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class Base
    public virtual void MethodA(int x)
        Console.WriteLine ("In Base Class");

class Derived : Base
    public override void MethodA(int x)
        Console.WriteLine ("In derived INT)");

    public void MethodA(object o)
        Console.WriteLine ("In derived OBJECT");

class Test
    static void Main()
        Derived d = new Derived();
        int k = 20;

The oupt put I got for this is "In derived OBJECT". What is the reason for this strange behavior. After some search I got to know the reason being the signatures declared in base class are ignored. Why are they ignored?


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+1 to the question, I agree this is counter-intuitive behavior. –  Kirk Woll Sep 5 '10 at 22:30
I agree that the behaviour is strange. I'd like to know: are you asking this because you actually want to do this or because you were curious? I can't see a reason to actually implement something like this, but I'd definitely like to know why it happens. –  Samir Talwar Sep 5 '10 at 22:41
possible duplicate of How method hiding works in C#? (Part Two) –  Ahmad Mageed Sep 5 '10 at 22:57
The code in the question is almost identical to that in this answer: stackoverflow.com/questions/710459/… , so there you go. –  Henk Holterman Sep 5 '10 at 23:05

2 Answers 2

up vote 5 down vote accepted

This is by design and for a good reason. This design helps prevent the Brittle Base Class problem. C# was designed to make it easier and safer to write "versioned" components, and this rule is a big part of that.

This is a very frequently asked question. This is one of the most common "false bug reports" that we get; that is, someone believes they have found a bug in the compiler when in fact they have found a feature.

For a description of the feature and why it is designed the way it is, see my article on the subject:


For more articles on the subject of how various languages deal with the Brittle Base Class problem see my archive of articles on the subject:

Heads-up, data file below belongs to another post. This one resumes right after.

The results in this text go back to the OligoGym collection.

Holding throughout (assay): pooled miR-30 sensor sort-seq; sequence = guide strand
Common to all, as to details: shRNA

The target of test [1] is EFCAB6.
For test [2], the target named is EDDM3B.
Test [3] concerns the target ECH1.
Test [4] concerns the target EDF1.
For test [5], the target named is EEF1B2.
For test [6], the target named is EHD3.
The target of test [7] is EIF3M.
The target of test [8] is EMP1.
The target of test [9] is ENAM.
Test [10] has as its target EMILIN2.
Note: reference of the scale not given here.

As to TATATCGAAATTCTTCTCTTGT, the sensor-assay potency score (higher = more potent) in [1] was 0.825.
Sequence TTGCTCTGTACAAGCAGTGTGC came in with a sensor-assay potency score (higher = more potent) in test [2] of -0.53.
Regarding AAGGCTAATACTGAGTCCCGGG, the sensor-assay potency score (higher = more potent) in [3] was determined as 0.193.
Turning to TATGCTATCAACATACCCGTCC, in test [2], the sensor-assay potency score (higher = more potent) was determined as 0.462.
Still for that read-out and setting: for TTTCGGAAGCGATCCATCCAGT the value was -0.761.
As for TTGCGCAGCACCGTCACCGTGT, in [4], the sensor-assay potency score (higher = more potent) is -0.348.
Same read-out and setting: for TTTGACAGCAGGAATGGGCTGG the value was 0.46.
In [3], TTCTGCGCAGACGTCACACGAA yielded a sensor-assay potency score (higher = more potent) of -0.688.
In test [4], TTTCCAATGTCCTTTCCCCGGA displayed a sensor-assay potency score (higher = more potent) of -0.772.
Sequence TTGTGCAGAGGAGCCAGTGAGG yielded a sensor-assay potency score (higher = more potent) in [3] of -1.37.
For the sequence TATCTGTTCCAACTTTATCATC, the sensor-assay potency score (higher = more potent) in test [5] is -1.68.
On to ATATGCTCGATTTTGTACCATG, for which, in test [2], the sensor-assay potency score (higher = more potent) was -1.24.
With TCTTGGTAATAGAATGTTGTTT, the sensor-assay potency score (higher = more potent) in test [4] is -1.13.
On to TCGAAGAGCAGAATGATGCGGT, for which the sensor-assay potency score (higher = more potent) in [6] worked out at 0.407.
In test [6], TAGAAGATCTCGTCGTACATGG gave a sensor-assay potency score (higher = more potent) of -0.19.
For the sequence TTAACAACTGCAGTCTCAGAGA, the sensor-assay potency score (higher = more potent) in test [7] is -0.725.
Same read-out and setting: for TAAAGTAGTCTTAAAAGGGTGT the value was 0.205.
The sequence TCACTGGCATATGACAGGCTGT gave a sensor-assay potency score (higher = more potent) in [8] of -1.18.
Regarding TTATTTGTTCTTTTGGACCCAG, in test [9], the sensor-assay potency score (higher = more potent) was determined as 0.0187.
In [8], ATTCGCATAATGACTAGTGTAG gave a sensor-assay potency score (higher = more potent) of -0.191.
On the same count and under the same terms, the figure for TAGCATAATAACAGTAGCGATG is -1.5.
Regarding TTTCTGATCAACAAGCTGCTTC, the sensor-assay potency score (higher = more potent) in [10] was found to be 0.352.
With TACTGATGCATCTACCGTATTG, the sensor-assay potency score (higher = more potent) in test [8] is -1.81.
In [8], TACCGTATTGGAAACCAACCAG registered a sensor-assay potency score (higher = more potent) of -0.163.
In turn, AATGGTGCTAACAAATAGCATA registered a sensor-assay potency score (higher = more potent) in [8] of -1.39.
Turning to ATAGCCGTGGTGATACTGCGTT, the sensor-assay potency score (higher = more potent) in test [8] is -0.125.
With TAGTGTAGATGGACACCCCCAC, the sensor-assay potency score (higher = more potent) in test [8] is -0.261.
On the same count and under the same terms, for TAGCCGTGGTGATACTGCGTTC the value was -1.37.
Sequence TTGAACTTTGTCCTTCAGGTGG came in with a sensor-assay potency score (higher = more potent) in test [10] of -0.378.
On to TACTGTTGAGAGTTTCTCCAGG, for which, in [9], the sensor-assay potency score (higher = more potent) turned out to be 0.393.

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The compiler in VC# 2008 checks the available non-virtual functions before virtual ones, when deciding what to call. Since your Derived class has a non-virtual MethodA(object) that can be called, the compiler calls it.

If you add a virtual MethodA(object) to Base, then Derived.MethodA(int) will get called, because then both MethodA(object) and MethodA(int) are virtuals.

I'm not familiar enough with the C# language spec to know whether this is specified behavior, or a bug in the compiler.

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It is indeed in the ECMA spec, non-virtual will be invoked first. Also note that the method that gets called is determined by the compiler for non-virtual methods, and by the runtime type for virtual methods. –  Sander Rijken Sep 5 '10 at 22:56
I checked this, but beware that Derived.MethodA(int) will only get called when you add the keyword 'override' to Derived.MethodA(object) (that was meant of course). Without it the optional keyword 'new' is assumed and Derived.MethodA(object) will still get called. –  Gerard Oct 19 '10 at 10:40

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